Depth of Fusion

An often misunderstood topic is Depth of Fusion.

Fusion according to the American welding Society (AWS) is "The melting together of filler metal and base metal (substrate), or of base metal only which results in coalescence"

Depth of fusion  is defined as “The distance that fusion extends into the base metal or previous pass from the surface melted during welding”  (see ANSI / AWS A3.0 Standard Welding Terms and Definitions)



Shallow depth of fusion and lack of fusion

The joint pictured above is a short circuit mig fillet weld on a36 steel.

There is obvious lack of fusion as evidenced by the straight dark line at the root...but there is also some shallow depth of fusion here and there.

this is a common problem with short circuit mig where mill scale was not removed and settings and technique were off.

Cleaning mill scale, correct contact tip to work distance ( ctwd) also called "stickout", gun angle, and using established settings....

All go a long way in achieving adequate depth of fusion and penetration.


Aluminum .063" tee joint fillet weld 6061 t6 welded with 4043 filler

The joint pictured above is an aluminum tee joint.  .063" (1.6mm) thick 6061 base metal welded with 4043 1/16" (1.6mm) filler metal.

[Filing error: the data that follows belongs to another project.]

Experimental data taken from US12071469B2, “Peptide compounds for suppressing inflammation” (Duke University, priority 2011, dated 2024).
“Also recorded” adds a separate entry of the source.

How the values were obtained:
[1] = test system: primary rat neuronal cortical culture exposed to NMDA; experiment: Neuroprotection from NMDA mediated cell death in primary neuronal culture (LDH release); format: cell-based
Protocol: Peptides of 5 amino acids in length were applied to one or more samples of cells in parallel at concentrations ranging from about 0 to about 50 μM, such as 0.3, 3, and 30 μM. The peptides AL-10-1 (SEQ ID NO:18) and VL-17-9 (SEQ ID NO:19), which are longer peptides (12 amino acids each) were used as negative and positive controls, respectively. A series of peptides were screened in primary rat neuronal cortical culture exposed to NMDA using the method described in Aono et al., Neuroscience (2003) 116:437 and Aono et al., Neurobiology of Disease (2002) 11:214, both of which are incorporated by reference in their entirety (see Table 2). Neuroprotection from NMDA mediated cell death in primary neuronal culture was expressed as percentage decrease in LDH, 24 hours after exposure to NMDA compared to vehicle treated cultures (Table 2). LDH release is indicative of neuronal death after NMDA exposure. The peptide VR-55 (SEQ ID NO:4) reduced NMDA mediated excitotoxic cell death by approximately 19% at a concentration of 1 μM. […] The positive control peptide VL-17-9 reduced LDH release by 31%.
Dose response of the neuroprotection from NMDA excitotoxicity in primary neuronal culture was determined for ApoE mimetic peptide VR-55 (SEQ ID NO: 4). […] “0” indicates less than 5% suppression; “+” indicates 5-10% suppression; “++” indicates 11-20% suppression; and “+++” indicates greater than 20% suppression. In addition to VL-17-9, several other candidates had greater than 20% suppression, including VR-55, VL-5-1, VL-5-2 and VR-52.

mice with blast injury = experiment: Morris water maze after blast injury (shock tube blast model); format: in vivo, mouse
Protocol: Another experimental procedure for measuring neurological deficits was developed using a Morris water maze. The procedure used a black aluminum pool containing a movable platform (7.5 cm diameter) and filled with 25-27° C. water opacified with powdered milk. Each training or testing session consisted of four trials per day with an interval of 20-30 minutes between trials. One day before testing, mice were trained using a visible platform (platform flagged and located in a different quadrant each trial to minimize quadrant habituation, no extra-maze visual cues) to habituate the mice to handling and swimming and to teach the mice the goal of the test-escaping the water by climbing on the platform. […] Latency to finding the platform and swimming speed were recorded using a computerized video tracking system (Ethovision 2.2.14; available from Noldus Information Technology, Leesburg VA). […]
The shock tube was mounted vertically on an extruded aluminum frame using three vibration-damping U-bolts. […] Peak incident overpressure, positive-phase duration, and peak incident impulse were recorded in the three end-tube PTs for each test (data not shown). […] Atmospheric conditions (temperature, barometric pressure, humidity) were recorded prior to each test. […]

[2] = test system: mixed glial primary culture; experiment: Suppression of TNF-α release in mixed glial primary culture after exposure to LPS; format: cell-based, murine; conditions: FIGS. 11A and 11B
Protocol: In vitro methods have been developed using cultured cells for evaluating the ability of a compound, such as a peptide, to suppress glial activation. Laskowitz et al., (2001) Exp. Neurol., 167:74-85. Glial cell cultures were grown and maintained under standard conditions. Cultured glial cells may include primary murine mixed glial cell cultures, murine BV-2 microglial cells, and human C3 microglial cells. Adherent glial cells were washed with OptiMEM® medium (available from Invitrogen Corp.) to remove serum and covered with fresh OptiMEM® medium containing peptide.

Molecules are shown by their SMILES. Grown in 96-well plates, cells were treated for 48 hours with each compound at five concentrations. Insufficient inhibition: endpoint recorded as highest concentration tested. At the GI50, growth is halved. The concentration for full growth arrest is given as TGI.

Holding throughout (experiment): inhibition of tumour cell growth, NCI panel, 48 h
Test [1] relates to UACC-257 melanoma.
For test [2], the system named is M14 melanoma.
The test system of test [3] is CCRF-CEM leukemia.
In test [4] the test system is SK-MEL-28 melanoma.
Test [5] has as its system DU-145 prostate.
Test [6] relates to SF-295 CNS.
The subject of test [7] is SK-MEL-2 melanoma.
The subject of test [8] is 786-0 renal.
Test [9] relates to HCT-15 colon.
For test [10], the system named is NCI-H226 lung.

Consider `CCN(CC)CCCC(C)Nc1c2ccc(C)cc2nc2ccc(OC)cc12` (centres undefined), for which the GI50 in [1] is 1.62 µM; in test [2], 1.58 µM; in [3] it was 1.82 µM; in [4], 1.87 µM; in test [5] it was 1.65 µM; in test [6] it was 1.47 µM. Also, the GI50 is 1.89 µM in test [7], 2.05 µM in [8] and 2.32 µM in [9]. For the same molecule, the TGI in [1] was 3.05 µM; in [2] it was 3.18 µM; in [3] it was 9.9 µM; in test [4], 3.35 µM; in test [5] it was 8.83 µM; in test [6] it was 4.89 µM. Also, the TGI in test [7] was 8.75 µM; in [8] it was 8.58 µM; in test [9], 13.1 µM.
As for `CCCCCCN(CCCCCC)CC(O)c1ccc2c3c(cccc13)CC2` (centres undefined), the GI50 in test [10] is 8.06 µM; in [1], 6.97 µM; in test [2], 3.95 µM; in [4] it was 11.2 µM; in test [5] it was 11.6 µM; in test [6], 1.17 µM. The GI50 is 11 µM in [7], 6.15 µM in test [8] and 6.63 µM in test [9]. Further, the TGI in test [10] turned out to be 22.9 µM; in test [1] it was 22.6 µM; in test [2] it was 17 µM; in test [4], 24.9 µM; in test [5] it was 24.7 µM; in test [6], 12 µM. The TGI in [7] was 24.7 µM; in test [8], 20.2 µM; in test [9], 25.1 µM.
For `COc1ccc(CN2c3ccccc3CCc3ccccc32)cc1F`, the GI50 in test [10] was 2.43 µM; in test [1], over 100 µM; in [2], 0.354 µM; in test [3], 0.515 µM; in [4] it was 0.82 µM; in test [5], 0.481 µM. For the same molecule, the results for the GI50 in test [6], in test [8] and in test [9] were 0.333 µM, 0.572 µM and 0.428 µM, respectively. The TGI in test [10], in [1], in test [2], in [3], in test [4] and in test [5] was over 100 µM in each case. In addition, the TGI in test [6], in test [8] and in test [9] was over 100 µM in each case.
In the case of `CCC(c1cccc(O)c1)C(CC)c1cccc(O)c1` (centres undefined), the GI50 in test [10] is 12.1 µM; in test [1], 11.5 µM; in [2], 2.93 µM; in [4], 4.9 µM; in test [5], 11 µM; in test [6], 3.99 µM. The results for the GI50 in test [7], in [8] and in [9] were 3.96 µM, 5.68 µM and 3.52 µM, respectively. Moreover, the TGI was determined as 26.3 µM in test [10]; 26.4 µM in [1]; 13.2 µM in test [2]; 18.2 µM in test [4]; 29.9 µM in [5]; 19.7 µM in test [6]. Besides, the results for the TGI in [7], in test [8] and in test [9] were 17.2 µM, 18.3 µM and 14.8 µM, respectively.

Even though this joint appears to have zero depth of fusion, it was surprising how it performed in a bend test.

The straight line indicates very little depth of fusion but it is not easy to determine exactly where fusion occurs. 

4043 wire has a solidus temperature of 1,065 degrees F and a liquidus temperature of 1,170 degrees F, or a melting range of 105 degrees F

The wide melting range of 4043 filler rod can set up a situation where the filler metal melts and bonds to the base metal with little or no depth of fusion...and also creates a situation where the fillet can exhibit straight bond lines that appear to be a brazed joint with little or no depth of fusion.


 

So basically fusion can occur within just a few molecules but depth of fusion (penetration) can go much deeper.

Think of a braze or solder joint with a fillet.

If you were to cut a cross section of the joint and polish and etch it and examine the fillet under magnification, the fillet would resemble a right triangle.

Using a technique that keeps the arc on the leading edge of the puddle